Reimposition of Sanctions Would Halt Nuclear Deal

Reimposition of Sanctions Would Halt Nuclear Deal Reimposition of Sanctions Would Halt Nuclear Deal

Foreign Minister Mohammad Javad Zarif warned that the Islamic Republic will halt the implementation of last year's landmark nuclear agreement between Iran and major powers, if the US sanctions are reimposed on the country.

Zarif made the statement while addressing a meeting with Indian intellectuals and elites in New Delhi on Saturday, after the US Senate voted unanimously on Thursday to extend the Iran Sanctions Act for 10 years. 

The bill includes penalties against Iran's banking sector as well as its energy and defense industries. The bill needs to be signed into law by US President Barack Obama, Press TV reported.  

"If they [the US] return to sanctions, we will not remain committed to the agreement," the top Iranian diplomat said. He noted that the US Senate's extension of a piece of anti-Iran legislation "shows the incredibility of the US government".

"It is obvious that we have all options and alternatives in Iran [to respond to] the US violation of its commitments," Zarif said.

"The era of US hegemony has come to an end."

  Appropriate Measures 

Iran has vowed to take "appropriate measures" against the ISA extension, saying it violated the terms of the nuclear pact, known as the Joint Comprehensive Plan of Action.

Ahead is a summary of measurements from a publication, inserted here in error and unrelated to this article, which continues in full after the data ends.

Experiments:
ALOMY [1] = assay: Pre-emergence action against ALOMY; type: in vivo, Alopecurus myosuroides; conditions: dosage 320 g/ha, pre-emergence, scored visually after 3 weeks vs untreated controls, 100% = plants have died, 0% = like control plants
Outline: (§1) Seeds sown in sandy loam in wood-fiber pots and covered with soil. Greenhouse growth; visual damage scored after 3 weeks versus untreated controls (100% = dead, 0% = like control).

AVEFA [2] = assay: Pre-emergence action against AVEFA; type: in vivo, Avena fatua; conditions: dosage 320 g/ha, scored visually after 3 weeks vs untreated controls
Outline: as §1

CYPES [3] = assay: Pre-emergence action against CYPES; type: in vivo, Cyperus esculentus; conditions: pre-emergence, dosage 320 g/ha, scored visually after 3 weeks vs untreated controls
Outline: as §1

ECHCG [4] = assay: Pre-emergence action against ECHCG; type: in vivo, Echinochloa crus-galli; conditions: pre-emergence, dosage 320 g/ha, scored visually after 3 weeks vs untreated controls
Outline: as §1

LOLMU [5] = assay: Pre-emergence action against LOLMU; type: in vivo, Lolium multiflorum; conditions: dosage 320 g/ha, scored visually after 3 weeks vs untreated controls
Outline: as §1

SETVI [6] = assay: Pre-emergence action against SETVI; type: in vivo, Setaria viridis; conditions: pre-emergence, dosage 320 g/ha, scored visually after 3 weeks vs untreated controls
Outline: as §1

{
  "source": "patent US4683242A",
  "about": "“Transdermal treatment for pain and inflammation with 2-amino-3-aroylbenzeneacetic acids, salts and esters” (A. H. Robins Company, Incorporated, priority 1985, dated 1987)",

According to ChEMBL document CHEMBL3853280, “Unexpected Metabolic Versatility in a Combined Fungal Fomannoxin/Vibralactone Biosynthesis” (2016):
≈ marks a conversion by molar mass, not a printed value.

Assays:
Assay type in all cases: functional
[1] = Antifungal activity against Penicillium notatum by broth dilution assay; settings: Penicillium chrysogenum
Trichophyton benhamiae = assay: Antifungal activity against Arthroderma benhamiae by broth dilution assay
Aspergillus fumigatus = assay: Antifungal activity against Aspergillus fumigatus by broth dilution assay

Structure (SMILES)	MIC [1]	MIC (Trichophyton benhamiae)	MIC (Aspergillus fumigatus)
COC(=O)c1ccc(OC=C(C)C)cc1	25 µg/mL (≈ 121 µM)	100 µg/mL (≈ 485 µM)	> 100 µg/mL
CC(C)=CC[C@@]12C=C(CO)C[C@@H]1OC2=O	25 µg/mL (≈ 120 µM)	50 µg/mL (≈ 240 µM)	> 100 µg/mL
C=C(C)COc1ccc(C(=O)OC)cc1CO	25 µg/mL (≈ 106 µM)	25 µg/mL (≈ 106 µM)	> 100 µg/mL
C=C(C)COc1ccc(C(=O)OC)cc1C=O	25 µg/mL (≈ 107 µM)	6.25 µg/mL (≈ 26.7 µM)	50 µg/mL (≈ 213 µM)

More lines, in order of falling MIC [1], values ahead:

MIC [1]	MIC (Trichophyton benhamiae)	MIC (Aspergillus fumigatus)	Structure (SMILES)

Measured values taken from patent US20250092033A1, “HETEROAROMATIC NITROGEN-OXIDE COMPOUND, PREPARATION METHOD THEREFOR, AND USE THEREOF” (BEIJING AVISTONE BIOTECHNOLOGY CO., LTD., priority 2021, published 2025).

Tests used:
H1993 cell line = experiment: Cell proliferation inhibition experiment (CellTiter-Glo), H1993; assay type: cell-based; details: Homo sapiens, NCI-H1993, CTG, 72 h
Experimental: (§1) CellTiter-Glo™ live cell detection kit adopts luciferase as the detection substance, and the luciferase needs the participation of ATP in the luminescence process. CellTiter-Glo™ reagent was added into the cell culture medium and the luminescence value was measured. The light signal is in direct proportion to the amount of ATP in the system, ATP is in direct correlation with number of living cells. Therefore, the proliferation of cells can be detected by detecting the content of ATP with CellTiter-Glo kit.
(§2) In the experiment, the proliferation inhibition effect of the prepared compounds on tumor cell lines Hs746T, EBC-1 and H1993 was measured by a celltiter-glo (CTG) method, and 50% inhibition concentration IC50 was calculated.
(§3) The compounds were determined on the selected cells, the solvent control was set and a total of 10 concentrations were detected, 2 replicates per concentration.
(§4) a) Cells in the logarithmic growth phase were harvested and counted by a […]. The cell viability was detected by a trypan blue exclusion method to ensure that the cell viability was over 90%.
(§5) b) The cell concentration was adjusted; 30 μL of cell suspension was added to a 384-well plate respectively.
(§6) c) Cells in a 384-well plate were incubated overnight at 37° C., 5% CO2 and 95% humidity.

President Hassan Rouhani said on Saturday that no one is authorized to undermine the JCPOA signed following efforts by seven countries in line with the promotion of international peace and security.

"No country must be allowed to carry out a measure based on its own desires to weaken the agreement," the president said, urging all countries to safeguard the achievements of JCPOA.

Ali Akbar Salehi, the top Iranian nuclear official, who played a leading role in concluding the nuclear deal, said on Friday that the US move was a "blatant violation" of JCPOA.

Salehi, who heads the Atomic Energy Organization of Iran, added that the Islamic Republic was fully prepared to respond to the US Senate's decision to extend the ISA but would act wisely and with prudence.

Iran and the five permanent members of the UN Security Council—the United States, France, Britain, China and Russia—plus Germany started to implement the JCPOA on January 16.

Under the JCPOA, Iran undertook to put limitations on its nuclear program in exchange for the removal of nuclear-related bans imposed on Tehran.

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